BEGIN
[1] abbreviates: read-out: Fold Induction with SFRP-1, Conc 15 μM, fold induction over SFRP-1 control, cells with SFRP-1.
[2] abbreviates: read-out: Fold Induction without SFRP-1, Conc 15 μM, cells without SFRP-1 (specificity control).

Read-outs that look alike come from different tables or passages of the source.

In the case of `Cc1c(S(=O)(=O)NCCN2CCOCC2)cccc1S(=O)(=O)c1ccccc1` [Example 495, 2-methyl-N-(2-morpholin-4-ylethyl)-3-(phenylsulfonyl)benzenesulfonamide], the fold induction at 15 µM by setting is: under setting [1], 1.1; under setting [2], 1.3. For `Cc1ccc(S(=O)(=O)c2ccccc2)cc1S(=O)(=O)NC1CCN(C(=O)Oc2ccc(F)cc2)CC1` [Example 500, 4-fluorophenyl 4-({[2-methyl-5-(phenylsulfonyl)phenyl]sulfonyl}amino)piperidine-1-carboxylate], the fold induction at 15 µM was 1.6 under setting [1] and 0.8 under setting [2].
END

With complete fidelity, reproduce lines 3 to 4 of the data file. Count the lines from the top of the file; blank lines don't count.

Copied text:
Read-outs that look alike come from different tables or passages of the source.

In the case of `Cc1c(S(=O)(=O)NCCN2CCOCC2)cccc1S(=O)(=O)c1ccccc1` [Example 495, 2-methyl-N-(2-morpholin-4-ylethyl)-3-(phenylsulfonyl)benzenesulfonamide], the fold induction at 15 µM by setting is: under setting [1], 1.1; under setting [2], 1.3. For `Cc1ccc(S(=O)(=O)c2ccccc2)cc1S(=O)(=O)NC1CCN(C(=O)Oc2ccc(F)cc2)CC1` [Example 500, 4-fluorophenyl 4-({[2-methyl-5-(phenylsulfonyl)phenyl]sulfonyl}amino)piperidine-1-carboxylate], the fold induction at 15 µM was 1.6 under setting [1] and 0.8 under setting [2].